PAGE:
|Publication number||US6654913 B1|
|Application number||US 09/251,928|
|Publication date||Nov 25, 2003|
|Filing date||Feb 17, 1999|
|Priority date||Feb 17, 1999|
|Publication number||09251928, 251928, US 6654913 B1, US 6654913B1, US-B1-6654913, US6654913 B1, US6654913B1|
|Inventors||Harry Thomas Minikel|
|Original Assignee||International Business Machines Corporation|
|Export Citation||BiBTeX, EndNote, RefMan|
|Patent Citations (13), Non-Patent Citations (1), Referenced by (1), Classifications (7), Legal Events (4)|
|External Links: USPTO, USPTO Assignment, Espacenet|
The present invention relates in general to data processing systems, and in particular, to a manufacturing test of serial bus functionality in a data processing system.
During the manufacture of a data processing system, it is desirable to test the subassemblies on the “planar card,” or motherboard. For example, tests may need to be performed on a chip set interfacing the central processing unit (CPU). However, testing of certain subsystems may require that different operating systems be loaded to effect testing of the subsystem.
For example, in a data processing system having an integrated Universal Serial Bus (USB) hub on the motherboard, testing of the USB subsystem may require loading of an operating system such as Windows, having the capability to support USB test programming when the remaining subsystems such as the CPU, memory and traditional I/O test programming runs under DOS. This is time consuming, and increases testing costs.
Thus, there is a need in the art for an apparatus and method to independently test subsystems on a planar card. In this way, subsystems, such as a USB subsystem could be tested concurrently with the CPU, memory, and traditional I/O, thereby speeding up the testing process with a concomitant reduction in testing cost.
The aforementioned needs are addressed by the present invention. Accordingly there is provided, in a first form, a data processing system including a serial bus interface. The bus interface is operable for coupling serial data signals to one or more peripheral serial devices. Switching circuitry is coupled to the serial bus interface, wherein the switching circuitry is operable for communicating serial data signals between the serial data interface and first and second serial data transceiving units in response to a control signal.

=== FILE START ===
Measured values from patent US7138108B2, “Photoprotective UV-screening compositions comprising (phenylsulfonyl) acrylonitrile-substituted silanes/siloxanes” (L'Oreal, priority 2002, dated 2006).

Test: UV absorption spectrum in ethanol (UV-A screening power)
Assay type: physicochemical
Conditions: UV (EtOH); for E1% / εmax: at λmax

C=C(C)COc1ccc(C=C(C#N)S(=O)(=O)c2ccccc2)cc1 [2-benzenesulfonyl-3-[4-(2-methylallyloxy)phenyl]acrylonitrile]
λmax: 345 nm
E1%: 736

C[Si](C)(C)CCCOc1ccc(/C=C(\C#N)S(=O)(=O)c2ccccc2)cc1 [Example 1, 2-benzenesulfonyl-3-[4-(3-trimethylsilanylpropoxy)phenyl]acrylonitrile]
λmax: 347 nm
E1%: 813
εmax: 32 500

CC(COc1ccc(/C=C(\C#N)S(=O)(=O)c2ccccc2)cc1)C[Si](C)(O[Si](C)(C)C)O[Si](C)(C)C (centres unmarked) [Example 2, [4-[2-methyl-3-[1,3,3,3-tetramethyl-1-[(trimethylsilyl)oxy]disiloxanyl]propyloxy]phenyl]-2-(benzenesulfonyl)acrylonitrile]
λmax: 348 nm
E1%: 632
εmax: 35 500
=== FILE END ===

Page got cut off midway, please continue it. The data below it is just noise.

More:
There is also provided, in a second form, a method for integrated serial bus testing in a data processing system. The method includes the step of switching a first serial data transceiving unit to a serial bus interface in response to a control signal having a first data value. Additionally, the method constitutes switching a second serial transceiving unit to the serial bus interface in response to the control signal having a second data value, wherein the second serial transceiving unit is adapted for coupling to the data processing system via an input/output (I/O) device port.
The foregoing has outlined rather broadly the features and technical advantages of the present invention in order that the detailed description of the invention that follows may be better understood. Additional features and advantages of the invention will be described hereinafter which form the subject of the claims of the invention.
For a more complete understanding of the present invention, and the advantages thereof, reference is now made to the following descriptions taken in conjunction with the accompanying drawings, in which:
FIG. 1 illustrates, in block diagram form, a data processing system in accordance with one embodiment of the present invention;
FIG. 2 illustrates, in block diagram form, a portion of the data processing system of FIG. 1; and
FIGS. 3A, 3B, and 3C illustrate, in block diagram form, another portion of the data processing system of FIG. 1 in accordance with alternative embodiments of the present invention.
A mechanism for the independent testing of subsystems on a data processing system planar card is provided. The subsystem to be independently tested is electrically isolated from the remaining portion of the data processing system on the planar card. Signals operable for testing the subsystem are coupled to the now isolated subsystem whereby the desired tests are performed thereon. Concurrently, the remaining portion of the data processing system may be tested by executing predetermined test software thereon. That test software need not generate test signals for the subsystem that is concurrently being tested, and consequently, need not necessarily run under the same operating system.
In the following description, numerous specific details are set forth, such as high or low logic levels, etc. to provide a thorough understanding of the present invention. However, it will be obvious to those skilled in the art that the present invention may be practiced without such specific details. In other instances, well-known circuits have been shown in block diagram form in order not to obscure the present invention in unnecessary detail. For the most part, details concerning timing considerations and the like have been omitted inasmuch as such details are not necessary to obtain a complete understanding of the present invention and are within the skills of persons of ordinary skill in the relevant art.
Refer now to the drawings wherein depicted elements are not necessarily shown to scale and wherein like or similar elements are designated by the same reference numeral through the several views.